If you've never seen Big Night, you should run out and (at least) rent it this instant, and you will know why we both picked the timballo! Chef Ziskin's recipe didn't seem quite as complicated as the version in the movie, though it was clear that it took a lot of work to make. The pastry dough encasing each individual timballo, which resembled muffin-shaped, sealed meat pies, was sweet but surprisingly complementary, though it was a bit on the dry side; this could have been remedied by the addition of a bit more tasty bolognese- we found only trace amounts of the deliciously rich, fresh sauce in both timballos. Generously-sized pieces of braised meat and fabulous homemade pasta, however, were wonderfully flavoured, tender, and cooked with interesting spices that neither of us could identify. I loved the light and airy texture of the tiny, beautifully pan-fried meatballs, though L sweetly insisted that he prefers the meatballs that I make at home. They're also tiny, but unlike these, mine contain enough crushed garlic to kill a small mammal, and L swears they taste just like his Italian grandmother's meatballs.

Feeling quite full at this point, we were nevertheless served our third course with a lush red 2000 Colle Dei Venti Barolo- L had the Wood-Oven-Roasted Lamb Sirloin (with braised lamb and pecorino arroncino) and I chose the Pheasant Breast Stuffed with Fennel Sausage and Cavolo Nero (with foie gras and chestnut budino, pheasant and vin santo sugo with kumquat syrup). The lamb was impeccable, with a gorgeous, herbed, woodsmoke flavour that had me- the one person in the world who doesn't like the taste of lamb- happily accepting forkful after forkful. We both agreed that the hot pepper stuffed full of tender, succulent braised lamb was wonderfully flavoured with a great spicy zing, and L was thrilled that the lamb steak was served on the rare side of medium-rare, which is exactly what he thinks medium-rare should be. The pheasant was very juicy and flavourful, topped with its own addictively crisp, savoury skin and a delicious lashing of sweet-tart candied kumquat sauce, and stuffed with a moist, tasty mixture of greens, ground pheasant and fois gras. It was accompanied by a fluffy, custardy chestnut budino, or bread pudding- happily, some crusts were in the mix- that won us both over immediately.

For our dessert course, I wasn't up for anything more than the airy, tart, and sweet Trio di Sorbetti- prickly pear, white peach, and mixed berry sorbets served with fresh berries and a few small biscotti. Somehow, full as I was, it was so refreshing that I ended up eating the entire serving! L went the somewhat light route too, and had a luscious lightly-Baked Apple with a nice caramel sauce and toasted almonds. Desserts were served with a sweet, heady, floral '05 Moscato...

During dessert, out came the party hats, honkers and tiny streamer-firing crackers, and, of course, a dry, fizzy Prosecco for toasting! When midnight arrived, the two of us and two other couples remaining in the ground floor dining room were invited to troop upstairs to the small second floor dining room with the chef, waitstaff, and bar/kitchen crew for a loud and raucous toast (the ONLY way to toast, in my opinion) with the remaining diners, who had already begun to happily belt out all kinds of New Years songs!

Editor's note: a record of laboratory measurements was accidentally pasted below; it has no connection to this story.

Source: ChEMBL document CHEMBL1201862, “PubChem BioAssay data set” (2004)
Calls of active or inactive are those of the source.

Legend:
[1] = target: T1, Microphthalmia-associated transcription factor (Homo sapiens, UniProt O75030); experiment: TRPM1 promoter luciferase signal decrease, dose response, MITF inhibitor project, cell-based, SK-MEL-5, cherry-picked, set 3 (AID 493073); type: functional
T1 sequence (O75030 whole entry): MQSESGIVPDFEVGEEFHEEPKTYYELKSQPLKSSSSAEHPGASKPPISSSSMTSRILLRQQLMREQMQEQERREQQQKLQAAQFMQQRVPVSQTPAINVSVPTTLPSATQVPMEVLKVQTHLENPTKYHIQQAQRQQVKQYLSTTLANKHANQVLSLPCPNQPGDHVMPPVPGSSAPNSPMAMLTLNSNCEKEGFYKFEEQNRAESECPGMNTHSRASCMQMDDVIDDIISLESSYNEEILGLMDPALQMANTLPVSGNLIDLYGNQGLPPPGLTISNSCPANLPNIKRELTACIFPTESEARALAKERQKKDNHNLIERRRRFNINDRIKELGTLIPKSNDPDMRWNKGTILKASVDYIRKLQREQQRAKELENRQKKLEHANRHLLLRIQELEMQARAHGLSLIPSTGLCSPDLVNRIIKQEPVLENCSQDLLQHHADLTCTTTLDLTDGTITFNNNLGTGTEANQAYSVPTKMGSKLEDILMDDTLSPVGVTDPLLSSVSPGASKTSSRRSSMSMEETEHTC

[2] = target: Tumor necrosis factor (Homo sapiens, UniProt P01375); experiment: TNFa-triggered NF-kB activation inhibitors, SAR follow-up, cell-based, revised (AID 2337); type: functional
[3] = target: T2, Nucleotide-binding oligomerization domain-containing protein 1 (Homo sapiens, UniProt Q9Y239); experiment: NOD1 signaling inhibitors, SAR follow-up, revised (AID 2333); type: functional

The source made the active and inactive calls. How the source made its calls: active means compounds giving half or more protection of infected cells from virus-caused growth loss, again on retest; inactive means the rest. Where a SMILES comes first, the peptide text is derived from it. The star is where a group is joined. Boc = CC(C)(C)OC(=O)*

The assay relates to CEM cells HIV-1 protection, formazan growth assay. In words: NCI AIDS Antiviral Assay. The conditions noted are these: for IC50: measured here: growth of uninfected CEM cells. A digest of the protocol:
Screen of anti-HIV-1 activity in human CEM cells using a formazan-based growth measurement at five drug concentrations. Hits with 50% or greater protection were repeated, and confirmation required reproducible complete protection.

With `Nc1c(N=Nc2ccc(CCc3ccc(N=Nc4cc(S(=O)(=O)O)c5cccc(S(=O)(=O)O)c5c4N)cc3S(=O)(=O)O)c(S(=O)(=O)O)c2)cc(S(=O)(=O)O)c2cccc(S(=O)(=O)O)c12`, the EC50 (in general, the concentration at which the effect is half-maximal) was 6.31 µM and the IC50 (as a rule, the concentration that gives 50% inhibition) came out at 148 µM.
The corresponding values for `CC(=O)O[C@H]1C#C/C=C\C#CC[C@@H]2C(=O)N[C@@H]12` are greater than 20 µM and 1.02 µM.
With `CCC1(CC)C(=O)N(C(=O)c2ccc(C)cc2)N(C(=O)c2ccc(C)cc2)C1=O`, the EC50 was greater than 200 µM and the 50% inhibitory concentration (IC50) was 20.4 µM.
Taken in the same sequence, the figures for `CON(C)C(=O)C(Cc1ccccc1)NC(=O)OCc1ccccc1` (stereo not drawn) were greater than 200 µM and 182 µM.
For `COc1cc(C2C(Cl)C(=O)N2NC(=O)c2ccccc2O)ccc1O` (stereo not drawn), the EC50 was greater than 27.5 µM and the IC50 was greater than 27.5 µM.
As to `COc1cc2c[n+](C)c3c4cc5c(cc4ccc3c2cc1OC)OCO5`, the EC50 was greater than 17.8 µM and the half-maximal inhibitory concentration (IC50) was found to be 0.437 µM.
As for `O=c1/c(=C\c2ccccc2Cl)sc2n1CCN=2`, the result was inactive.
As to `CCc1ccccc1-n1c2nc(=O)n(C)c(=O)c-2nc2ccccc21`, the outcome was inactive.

After midnight, Chef Ziskin was out and about, pouring Prosecco left and right, and, when I managed to catch him to thank him for yet another fabulous meal, he was nice enough to share the recipe for the parsnip soup (score!). He probably thought I was nuts, but I guess I was feeling a bit bold after all that wine! In any case, he indulged me, which was very kind. The soup turned out to be stunningly easy, which just goes to show that simple dishes are also often the best. I wrote down the recipe as soon as I got home, so I'll be experimenting with it- hopefully I remembered everything correctly- and I'll post it once I've got the flavour and texture right. I could eat huge bowls of that soup each and every cold winter night.

Thanks to Chef Ziskin and his staff, L and I ended the night stuffed full of amazing food, excitedly gabbing about why we love La Morra so much and how we need to go back more often, and happy to start the new year on such a high note.

In fact, we enjoyed ourselves so much that we're going back on January 13th for a 5-course homemade pasta dinner! I'm definitely excited!

Tuesday, January 1, 2008

Happy New Year!

I do think New Year's resolutions can't technically be expected to begin on New Year's Day, don't you? Since, because it's an extension of New Year's Eve, smokers are already on a smoking roll and cannot be expected to stop abruptly on the stroke of midnight with so much nicotine in the system. Also dieting on New Year's Day isn't a good idea as you can't eat rationally but really need to be free to consume whatever is necessary, moment by moment, in order to ease your hangover. I think it would be much more sensible if resolutions began generally on January the second.

-Helen Fielding, Bridget Jones's Diary

With warmest wishes for a hangover-free,
happy, healthy, plentiful and peaceful new year. Welcome 2008!

С новым годом!
C пожеланиями на замечательный 2008!